The Billionaire Who Wasn't: How Chuck Feeney Secretly Made and Gave Away a Fortune by Conor O'Clery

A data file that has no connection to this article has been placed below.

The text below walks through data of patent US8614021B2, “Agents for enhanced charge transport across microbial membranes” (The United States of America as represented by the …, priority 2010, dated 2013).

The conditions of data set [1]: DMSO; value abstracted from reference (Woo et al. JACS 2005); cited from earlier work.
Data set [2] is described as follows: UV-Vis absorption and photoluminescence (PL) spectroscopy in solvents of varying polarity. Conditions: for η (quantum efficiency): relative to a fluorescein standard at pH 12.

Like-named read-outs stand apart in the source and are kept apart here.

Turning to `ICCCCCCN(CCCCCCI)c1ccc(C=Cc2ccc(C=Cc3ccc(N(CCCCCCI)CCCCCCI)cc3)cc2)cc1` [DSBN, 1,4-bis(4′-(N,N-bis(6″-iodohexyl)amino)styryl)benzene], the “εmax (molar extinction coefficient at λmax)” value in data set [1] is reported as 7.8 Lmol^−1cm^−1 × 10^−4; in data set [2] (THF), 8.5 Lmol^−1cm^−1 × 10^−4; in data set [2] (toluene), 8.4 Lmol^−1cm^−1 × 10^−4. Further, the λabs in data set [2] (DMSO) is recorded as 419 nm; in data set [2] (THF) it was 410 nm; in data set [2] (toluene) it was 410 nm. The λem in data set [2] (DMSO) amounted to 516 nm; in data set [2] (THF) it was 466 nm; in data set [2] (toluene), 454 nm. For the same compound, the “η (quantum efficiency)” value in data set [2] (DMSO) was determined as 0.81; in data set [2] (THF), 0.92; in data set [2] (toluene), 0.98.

Chuck Feeney was born in New Jersey to an Irish-American family struggling to make their way in the fiercest years of the Depression. In 1997 he called Judith Miller of the "New York Times" to correct a widely reported fact. He was not, as Forbes and others alleged, one of the 400 richest Americans. He was worth a relatively modest $2 million. He had been a billionaire however, but since 1984 he'd been quietly giving his money away, without fanfare or recognition. Now, in 1997, he was determined to wrap up his philanthropic efforts before he died. But that meant having to get rid of $3.5 billion, because the fund that he had endowed was one of the richest and most secretive of all the great philanthropic trusts: Chuck Feeney was the money and brains behind the Atlantic Foundation.This authorized but not approved biography of one of the world's richest and most secretive donors tells the story of how Chuck Feeney made his millions - buying and selling in post second world war Europe and Asia - and how he spent them, giving to causes around the world as various as hospitals in Vietnam and, controversially, Sinn Fein. More than a story of an extraordinarily gifted and fortunate entrepreneur, it's the tale of what happens to a man and his family when confronted with wealth beyond imagining, and how Feeney could come to make the decision to get rid of almost all of it. It isn't easy to give away $3.5 billion in good conscience. That much money requires a lot of due diligence; and money has the habit of attracting money. As fast as Chuck Feeney tried to deplete the foundation he found its funds were growing through its investments.At the time of writing the Atlantic Foundation remains one of the wealthiest and most secretive, and Chuck Feeney is as busy today as he was a decade ago trying to give the money away.